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By Ed Maltby, NODPA Executive Director
Its official – we are in a surplus supply situation and CROPP is selling organic milk into the conventional market. George Siemon posted on Odairy list serve: “There is an oversupply in most of the nation, and our cooperative for one is selling milk conventionally rather than lowering the target price so that we protect the long-term organic price.” Pay price has been hit though with both CROPP and WhiteWave taking up to two dollars off the Market Adjustment Premium (MAP) which doesn’t affect the base price but is significant as we enter into the winter months.
General Mills has signed a multi-year agreement with CROPP as part of its attempt to reach a goal of $1 billion in organic and natural food sales by 2019. Over the next three years, General Mills also plans to more than double, to 250,000, the number of organic acres from which it sources ingredients. As part of the agreement with CROPP, General Mills will help build the organic milk supply with financial support directly to 20 mostly Amish farmers in transitioning approximately 3,000 acres from conventional to organic production. How much General Mills is giving, to whom and at what final pay price to producers has not been reported. General Mills is now giving CROPP two-year projections in order to ensure adequate supply to its yogurt operating unit in the U.S., including brands like Yoplait, Annie’s, Liberté, and Mountain High. The Annie’s brand, best known for its kid-friendly crackers, debuted its organic whole milk yogurt in the U.S. earlier this year, and the Liberté brand is transitioning to become a USDA certified organic product starting this summer.
General Mills is now among the top five organic ingredient purchasers in the North American packaged food sector. To ramp up its organic offerings, General Mills also has invested in its Yoplait plant in Reed City, Mich., equipping it to meet federal organic processing standards. Steve Young, General Mills’ head of natural and organic strategy and vice president of its Annie’s brand is quoted in a Star Tribune article as saying, “When you look across our portfolio and forecast demand, we hope to have more deals in place like the Organic Valley deal,” he said. “You can’t have a growth company without a robust natural and organic portfolio.” In the same article, Young is quoted as saying that when organic supplies rise to match demand, the price of buying organic foods will fall and become affordable for more people. What he didn’t say is what happens to the organic dairy pay price when the prices of organic milk and organic dairy components fall and how we balance supply and demand to maintain a fair pay price. Balancing supply with demand for organic milk is difficult because the transition time to organic is three years and production will vary depending on the cost of inputs and the weather. Balancing conventional milk is a lot easier since most conventional dairies are housed and cows can be added at will.
During September, it is estimated that 4.1 billion pounds of packaged fluid milk products was sold in the United States. This was 0.2 percent higher than September 2015. Estimated sales of total conventional fluid milk products was virtually unchanged from September 2015 and estimated sales of total organic fluid milk products increased 5.3 percent from a year earlier. Sales of organic whole milk in September 2016 was 17.5% higher than sales in September 2015. Retail prices for organic half gallon averaged $3.95 in September 2016 and $3.80 in September 2015. The average retail price in the first two weeks of November 2016 for organic half gallons was $3.60 compared to $4.13 for the same period in 2015; with a range in 2016 of $4.08 in the northeast and $2.94 in the Midwest.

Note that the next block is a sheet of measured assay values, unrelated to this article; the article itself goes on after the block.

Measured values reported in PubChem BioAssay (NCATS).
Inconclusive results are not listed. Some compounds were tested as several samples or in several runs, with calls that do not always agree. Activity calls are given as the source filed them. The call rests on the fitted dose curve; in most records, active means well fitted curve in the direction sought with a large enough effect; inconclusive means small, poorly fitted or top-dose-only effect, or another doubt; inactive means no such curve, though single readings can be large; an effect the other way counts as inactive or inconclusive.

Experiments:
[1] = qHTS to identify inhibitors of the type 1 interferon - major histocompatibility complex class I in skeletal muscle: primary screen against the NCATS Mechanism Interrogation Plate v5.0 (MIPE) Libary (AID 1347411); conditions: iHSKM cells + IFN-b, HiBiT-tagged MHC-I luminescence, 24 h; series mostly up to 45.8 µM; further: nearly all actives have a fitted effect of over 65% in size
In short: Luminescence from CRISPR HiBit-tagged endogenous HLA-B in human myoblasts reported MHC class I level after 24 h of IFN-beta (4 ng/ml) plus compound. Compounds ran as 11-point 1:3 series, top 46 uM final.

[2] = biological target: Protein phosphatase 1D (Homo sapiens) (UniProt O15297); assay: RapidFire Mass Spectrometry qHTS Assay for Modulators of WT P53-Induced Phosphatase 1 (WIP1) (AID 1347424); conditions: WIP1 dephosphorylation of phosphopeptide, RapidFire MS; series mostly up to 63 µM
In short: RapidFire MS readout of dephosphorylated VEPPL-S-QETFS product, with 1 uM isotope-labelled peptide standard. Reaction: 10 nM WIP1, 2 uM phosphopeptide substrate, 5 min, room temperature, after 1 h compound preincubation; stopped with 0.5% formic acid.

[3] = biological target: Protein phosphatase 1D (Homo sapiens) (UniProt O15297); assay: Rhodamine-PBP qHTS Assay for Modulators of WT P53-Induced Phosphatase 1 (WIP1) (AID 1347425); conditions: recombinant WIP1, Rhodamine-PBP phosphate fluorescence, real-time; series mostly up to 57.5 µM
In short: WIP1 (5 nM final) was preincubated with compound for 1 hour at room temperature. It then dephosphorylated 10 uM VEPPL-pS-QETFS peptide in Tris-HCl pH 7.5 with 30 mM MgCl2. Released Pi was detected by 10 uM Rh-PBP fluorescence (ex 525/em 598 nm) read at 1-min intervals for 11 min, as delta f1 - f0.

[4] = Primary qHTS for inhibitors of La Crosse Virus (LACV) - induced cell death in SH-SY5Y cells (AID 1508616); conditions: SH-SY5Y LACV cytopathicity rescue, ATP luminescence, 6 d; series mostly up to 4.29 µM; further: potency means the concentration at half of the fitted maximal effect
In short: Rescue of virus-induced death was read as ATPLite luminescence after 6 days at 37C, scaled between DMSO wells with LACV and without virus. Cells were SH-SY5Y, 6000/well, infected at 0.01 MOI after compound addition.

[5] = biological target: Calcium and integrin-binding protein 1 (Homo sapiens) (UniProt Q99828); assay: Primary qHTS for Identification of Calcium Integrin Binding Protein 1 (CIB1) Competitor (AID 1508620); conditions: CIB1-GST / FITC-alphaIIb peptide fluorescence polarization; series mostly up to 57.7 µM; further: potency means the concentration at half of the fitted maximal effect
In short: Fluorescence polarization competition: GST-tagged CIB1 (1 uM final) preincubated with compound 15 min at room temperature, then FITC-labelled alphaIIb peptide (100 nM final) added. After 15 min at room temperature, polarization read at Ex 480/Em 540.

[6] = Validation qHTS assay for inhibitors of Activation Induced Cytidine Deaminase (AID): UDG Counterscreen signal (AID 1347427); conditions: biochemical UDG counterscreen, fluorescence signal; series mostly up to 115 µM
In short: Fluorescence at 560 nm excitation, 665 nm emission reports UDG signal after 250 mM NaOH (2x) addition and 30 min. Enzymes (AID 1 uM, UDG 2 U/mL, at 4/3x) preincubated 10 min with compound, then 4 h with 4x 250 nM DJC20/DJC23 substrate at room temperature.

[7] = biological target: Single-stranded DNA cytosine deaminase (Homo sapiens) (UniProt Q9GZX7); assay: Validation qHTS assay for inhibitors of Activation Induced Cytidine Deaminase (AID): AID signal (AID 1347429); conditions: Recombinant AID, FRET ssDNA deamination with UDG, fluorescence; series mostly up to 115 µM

According to the USDA-NASS 2015 “Certified Organic Survey,” organic milk was the top commodity sold, valued at $1.2 billion, with a change of +8% from 2014 to 2015. According to USDA AMS data the sales of fluid milk dropped by 2% from 2014 to 2015 (USDA does not track organic milk being used in manufacturing or being sold into the conventional market). Organic milk volumes and eggs led the way with $1.9 billion in total sales, 57% of certified organic farms sales of $6.2 billion in organic commodities. Across the U.S., most farms (71%) sold to wholesalers, 36% directly to consumers, and 22% to retail markets. The percentage of farms selling directly to consumers was highest in southeastern and northeastern states.
Many areas in the northeast are still in an official drought with it persisting in many parts of eastern New England and we have yet to see how kind the winter will be after the October snowstorms. Forecasters at NOAA’s Climate Prediction Center issued the U.S. Winter Outlook in October, saying that La Nina is expected to influence winter conditions this year. They predicted the climate phenomenon is likely to develop in late fall or early winter. La Nina favors drier, warmer winters in the southern U.S and wetter, cooler conditions in the northern U.S. If La Nina conditions materialize, forecasters say it should be weak and potentially short-lived. La Nina winters tend to favor above average snowfall around the Great Lakes and in the northern Rockies and below average snowfall in the mid-Atlantic.
Feed corn is trading at $7 per bushel, about $2 lower than November 2015, and soybeans are priced at $17 per bushel as compared with $20 in November 2015. The last time the prices were this low was in January 2011. Organic hay costs are within the same range as last year, with hay being offer at $50 per round bale or $150-200 FOB.